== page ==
DAY IN HISTORY: Mexican painter Frida dead at 47
MEXICAN painter, activist and icon Frida Kahlo de Rivera - known as Frida around the world - died in her bed on July 13, 1954.
Inspired by Mexican culture, Frida, described as a surrealist, explored through her works questions of identity, post-colonialism, gender and class in her native country.
However, it wasn't until after Frida's death that her works, mostly self-portraits, would garner the international recognition they deserved.
Frida is "one of Mexico's most important twentieth-century figures," according to art historian Elizabeth Bakewell while the Tate Modern considers Kahlo "one of the most significant artists of the twentieth century"
Born to a German father and a Mexican mother, Frida contracted polio at a young age which, coincidentally, pushed her closer to her artistic father who suffered from epilepsy.
Though she dabbled in the arts as child, she had dreams of pursuing medicine as an adult. But they were destroyed when she was involved in a fatal accident in 1925.
The collision between her bus and a streetcar left Frida with multiple injuries, including displaced vertebrae, and she was forced to wear a plaster corset for several months. She would live with the pain of her injuries for the rest of her life.
However, Frida's recovery allowed her to again indulge her painting and start what would be her artistic career.
After being freed from her corset and bed, Frida began mixing with political activists which led her to meeting her long-term on-and-off husband, famous Mexican painter Diego Rivera.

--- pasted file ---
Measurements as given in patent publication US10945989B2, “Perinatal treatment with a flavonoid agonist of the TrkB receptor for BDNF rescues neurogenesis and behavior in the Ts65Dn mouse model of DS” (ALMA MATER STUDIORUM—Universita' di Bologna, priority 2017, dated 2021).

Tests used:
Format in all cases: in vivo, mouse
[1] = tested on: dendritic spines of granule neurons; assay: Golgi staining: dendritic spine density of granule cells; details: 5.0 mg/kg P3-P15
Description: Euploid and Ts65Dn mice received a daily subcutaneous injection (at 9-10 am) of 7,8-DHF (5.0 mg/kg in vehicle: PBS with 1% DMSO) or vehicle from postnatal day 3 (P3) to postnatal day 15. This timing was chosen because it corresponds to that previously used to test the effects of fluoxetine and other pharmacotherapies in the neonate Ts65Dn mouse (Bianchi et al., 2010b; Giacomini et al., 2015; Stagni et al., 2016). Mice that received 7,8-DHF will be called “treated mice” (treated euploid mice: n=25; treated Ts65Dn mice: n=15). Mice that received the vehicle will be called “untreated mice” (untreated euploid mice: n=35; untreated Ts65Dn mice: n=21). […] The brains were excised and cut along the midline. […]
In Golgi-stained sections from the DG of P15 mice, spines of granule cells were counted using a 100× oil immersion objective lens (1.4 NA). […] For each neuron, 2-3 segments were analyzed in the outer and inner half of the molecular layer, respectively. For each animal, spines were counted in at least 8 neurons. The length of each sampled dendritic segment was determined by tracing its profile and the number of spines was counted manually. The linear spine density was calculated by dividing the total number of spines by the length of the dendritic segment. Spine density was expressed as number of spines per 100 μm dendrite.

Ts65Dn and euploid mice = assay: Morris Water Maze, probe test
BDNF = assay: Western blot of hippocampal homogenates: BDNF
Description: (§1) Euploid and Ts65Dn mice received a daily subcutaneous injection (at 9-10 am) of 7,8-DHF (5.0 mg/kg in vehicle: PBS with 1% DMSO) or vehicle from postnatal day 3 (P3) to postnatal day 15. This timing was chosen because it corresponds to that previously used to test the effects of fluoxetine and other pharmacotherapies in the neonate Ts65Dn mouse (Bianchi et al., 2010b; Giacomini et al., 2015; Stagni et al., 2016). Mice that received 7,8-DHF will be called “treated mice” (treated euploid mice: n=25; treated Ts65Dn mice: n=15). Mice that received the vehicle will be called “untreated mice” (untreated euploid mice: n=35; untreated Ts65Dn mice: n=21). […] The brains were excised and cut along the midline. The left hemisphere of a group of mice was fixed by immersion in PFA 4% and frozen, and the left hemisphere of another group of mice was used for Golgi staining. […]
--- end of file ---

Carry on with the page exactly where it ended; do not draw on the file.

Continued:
The pair travelled and worked across Mexico and the US but had a tumultuous relationship - Frida once declared she was the better painter of the two - which was riddled with extra-marital affairs on both sides.
But it was during this time that Frida's output of work exploded and she gained international recognition when she opened a solo exhibition in New York in 1938.
Trips to France and England followed but she soon tired of Europe and returned to Mexico.
Frida's return spark greater recognition in her home country and the US and she painted some of her most famous works during this period.
However, her health continued to deteriorate and the pain of her ailments cause her to become increasingly dependent on painkillers.
Frida continued to work and be politically active but on during the night of July 12, 1954, she succumbed to what was declared pulmonary embolism. She was 47 years old.
However, it has also been alleged that she committed suicide by taking an overdose of painkillers.
Rivera declared her death as "the most tragic day of my life" and, just three years later, died in Mexico City.